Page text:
Selling up and jumping straight into the deep end to launch your own product might sound like a dream to some, but that’s exactly what one young Kiwi bloke did when he came up with his own version of an improved D shackle.
Sam Brown, a mechanic by trade who owned his own earthworks business, decided to bite the bullet and launch the Snap-D shackle – a half turn, springload D shackle. Sam says the idea for the new shackle came to him about five years ago when he was sitting in a tractor for hay season in South Australia. With a lot of time to ponder, he thought, ‘there had to be a better way’.
“The fundamental idea was that conventional D shackles are slow, the pin falls out and gets lost. They also over tighten. The Snap-D design fixes all of this,” he explains.
Made from 316 stainless steel, it can be used for a variety of applications – anything you use a conventional D shackle for, Snap-D can do it, Sam says.
“From floats to boats, the weekender camper to a motocross trailer – any trailer application.
“The whole idea is so simple you’d think, why doesn’t this already exist? So I got home and made one in my shed, and then it sat in the drawer for about five years.”
Launching the shackle took a lot of guts on Sam’s part, but he decided to back himself and the product.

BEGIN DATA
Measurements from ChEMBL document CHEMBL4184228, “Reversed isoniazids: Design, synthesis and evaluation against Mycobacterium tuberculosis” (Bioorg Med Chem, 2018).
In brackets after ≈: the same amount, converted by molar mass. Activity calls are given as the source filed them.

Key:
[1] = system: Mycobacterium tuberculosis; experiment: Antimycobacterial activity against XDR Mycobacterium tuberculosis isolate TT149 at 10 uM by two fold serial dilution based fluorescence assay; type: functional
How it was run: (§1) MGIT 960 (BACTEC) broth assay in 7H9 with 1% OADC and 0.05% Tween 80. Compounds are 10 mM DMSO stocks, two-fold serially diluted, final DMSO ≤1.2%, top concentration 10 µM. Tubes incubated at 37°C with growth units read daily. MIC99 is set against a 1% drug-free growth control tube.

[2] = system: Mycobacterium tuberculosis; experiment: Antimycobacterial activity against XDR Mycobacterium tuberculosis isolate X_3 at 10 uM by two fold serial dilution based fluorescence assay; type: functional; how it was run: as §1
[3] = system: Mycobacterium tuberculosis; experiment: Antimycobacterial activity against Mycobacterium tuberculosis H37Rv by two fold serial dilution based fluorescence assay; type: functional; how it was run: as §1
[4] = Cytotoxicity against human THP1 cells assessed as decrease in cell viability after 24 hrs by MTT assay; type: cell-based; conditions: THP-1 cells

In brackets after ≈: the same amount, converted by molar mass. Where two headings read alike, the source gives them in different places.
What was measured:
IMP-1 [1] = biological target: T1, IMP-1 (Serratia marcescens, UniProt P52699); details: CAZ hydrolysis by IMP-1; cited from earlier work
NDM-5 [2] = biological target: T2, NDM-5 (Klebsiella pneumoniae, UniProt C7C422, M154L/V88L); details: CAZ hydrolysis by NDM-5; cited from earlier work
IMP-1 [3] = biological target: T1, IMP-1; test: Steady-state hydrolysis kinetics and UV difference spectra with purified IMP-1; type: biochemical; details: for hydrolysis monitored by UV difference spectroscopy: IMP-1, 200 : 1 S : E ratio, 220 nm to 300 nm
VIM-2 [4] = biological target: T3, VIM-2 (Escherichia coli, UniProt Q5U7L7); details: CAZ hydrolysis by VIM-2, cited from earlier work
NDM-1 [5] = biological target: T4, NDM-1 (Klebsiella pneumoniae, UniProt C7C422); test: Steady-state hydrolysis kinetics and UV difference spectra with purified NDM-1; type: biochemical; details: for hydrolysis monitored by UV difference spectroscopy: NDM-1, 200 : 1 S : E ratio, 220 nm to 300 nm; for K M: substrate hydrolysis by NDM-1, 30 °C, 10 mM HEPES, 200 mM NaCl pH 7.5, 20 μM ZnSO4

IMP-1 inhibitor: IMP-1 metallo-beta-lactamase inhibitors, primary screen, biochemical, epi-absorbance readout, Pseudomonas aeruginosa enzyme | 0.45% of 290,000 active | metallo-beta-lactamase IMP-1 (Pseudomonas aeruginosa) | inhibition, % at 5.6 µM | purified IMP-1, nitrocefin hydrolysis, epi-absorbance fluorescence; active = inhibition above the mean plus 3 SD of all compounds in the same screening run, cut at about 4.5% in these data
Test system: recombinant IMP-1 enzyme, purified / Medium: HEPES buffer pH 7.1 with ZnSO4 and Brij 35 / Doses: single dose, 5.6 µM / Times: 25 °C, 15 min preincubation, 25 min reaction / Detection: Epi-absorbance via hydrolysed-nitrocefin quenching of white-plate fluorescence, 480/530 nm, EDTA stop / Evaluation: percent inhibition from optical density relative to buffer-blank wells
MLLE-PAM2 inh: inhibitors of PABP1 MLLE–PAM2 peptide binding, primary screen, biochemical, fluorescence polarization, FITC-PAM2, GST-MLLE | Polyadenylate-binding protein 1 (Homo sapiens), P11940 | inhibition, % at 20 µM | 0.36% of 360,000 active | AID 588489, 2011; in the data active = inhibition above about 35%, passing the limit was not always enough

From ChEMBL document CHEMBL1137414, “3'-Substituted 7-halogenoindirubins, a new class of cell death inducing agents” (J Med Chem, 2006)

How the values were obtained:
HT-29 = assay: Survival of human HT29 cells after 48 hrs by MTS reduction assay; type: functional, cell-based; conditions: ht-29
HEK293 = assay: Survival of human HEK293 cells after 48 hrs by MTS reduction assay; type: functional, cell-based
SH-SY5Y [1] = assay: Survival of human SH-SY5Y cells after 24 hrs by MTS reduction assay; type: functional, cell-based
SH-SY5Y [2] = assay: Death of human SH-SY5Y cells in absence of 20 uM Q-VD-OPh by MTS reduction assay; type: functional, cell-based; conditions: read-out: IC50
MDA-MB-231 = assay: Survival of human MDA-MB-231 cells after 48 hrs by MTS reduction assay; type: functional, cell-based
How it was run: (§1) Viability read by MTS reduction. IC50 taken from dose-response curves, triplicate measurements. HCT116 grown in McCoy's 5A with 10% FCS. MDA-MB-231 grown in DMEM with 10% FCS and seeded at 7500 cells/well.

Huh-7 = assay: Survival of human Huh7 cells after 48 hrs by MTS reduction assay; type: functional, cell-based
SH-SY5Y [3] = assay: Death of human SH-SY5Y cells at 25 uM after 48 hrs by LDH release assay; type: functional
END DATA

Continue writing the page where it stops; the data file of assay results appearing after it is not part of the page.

“I went all in, sold the house, the machinery, all that. It was really scary, it was such a big move but I really believed in the product.”
Come 2019, Sam flew to China to find a manufacturer, got it patented, and had the packaging and CAD drawings all done properly here in New Zealand.
“Grant from Udy Engineering in Hamilton really came through on this. His CAD drawings and 3D printing were what took this concept and idea from being a product in my head and a handmade version from the shed at home into a real-life production item,” he says.
Sam has had about 1500 of the shackles made so far and is putting in a further 8000 orders.
“Everyone I’ve spoken to is really keen on it and have asked me to send them some product,” Sam says.
He adds that the patenting process was initially quite daunting, but he enjoyed learning a whole new skill.
“It was like doing an apprenticeship. Having to learn how to do a patent, all the ins and outs, making sure you were talking to the right people. But I got some really useful advice, a lot of help with how to go about the whole process.”
The Snap-D is currently stocked in a variety of stores across the country, including Boyd Motorcycles in Te Rapa, Bite Time Bait in Whatawhata, Peter Glidden Honda in Huntly, Northend Ag Centre in Hopuhopu, and Prescott Motors at the Pauanui turn off.
“I want to get it in the big stores here in New Zealand, like Mitre 10 and Bunnings, so everyone has access to it, and then I’m looking to get into Australia, the US, Canada. Go international,” he says.
Sam says he’s got another idea in the works, with CAD drawings and 3D printing underway.
“Can’t quite let you guys know what that is just yet, but watch this space.”
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